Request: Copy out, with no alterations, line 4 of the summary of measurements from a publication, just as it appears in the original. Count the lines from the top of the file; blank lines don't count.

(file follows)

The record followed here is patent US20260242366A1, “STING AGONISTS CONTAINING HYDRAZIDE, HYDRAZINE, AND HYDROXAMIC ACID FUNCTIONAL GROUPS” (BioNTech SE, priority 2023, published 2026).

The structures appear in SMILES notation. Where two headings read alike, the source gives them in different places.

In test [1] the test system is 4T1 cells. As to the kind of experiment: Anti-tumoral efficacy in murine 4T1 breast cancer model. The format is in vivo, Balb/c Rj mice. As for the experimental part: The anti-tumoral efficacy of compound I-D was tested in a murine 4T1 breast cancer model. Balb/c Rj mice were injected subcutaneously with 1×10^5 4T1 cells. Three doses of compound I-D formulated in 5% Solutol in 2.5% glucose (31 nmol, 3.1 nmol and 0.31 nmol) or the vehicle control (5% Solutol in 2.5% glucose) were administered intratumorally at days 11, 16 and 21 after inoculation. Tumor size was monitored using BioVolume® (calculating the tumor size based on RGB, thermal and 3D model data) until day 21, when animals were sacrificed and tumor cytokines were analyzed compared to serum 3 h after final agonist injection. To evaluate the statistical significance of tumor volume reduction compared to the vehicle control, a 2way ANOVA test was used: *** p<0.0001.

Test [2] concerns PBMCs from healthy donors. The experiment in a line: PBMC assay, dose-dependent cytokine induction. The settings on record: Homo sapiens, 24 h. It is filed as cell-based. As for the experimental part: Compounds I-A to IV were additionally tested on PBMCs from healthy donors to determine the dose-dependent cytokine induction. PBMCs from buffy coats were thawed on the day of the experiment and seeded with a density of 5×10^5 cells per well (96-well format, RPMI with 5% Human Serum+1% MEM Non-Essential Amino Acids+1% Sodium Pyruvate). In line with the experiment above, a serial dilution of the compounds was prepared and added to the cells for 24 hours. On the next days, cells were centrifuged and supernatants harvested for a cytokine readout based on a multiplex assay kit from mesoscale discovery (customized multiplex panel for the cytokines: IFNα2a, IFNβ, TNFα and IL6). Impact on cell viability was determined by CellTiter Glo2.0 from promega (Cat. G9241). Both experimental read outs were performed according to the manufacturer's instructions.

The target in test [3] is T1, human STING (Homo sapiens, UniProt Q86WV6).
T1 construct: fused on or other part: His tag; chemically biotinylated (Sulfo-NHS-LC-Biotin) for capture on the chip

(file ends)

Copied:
Test [2] concerns PBMCs from healthy donors. The experiment in a line: PBMC assay, dose-dependent cytokine induction. The settings on record: Homo sapiens, 24 h. It is filed as cell-based. As for the experimental part: Compounds I-A to IV were additionally tested on PBMCs from healthy donors to determine the dose-dependent cytokine induction. PBMCs from buffy coats were thawed on the day of the experiment and seeded with a density of 5×10^5 cells per well (96-well format, RPMI with 5% Human Serum+1% MEM Non-Essential Amino Acids+1% Sodium Pyruvate). In line with the experiment above, a serial dilution of the compounds was prepared and added to the cells for 24 hours. On the next days, cells were centrifuged and supernatants harvested for a cytokine readout based on a multiplex assay kit from mesoscale discovery (customized multiplex panel for the cytokines: IFNα2a, IFNβ, TNFα and IL6). Impact on cell viability was determined by CellTiter Glo2.0 from promega (Cat. G9241). Both experimental read outs were performed according to the manufacturer's instructions.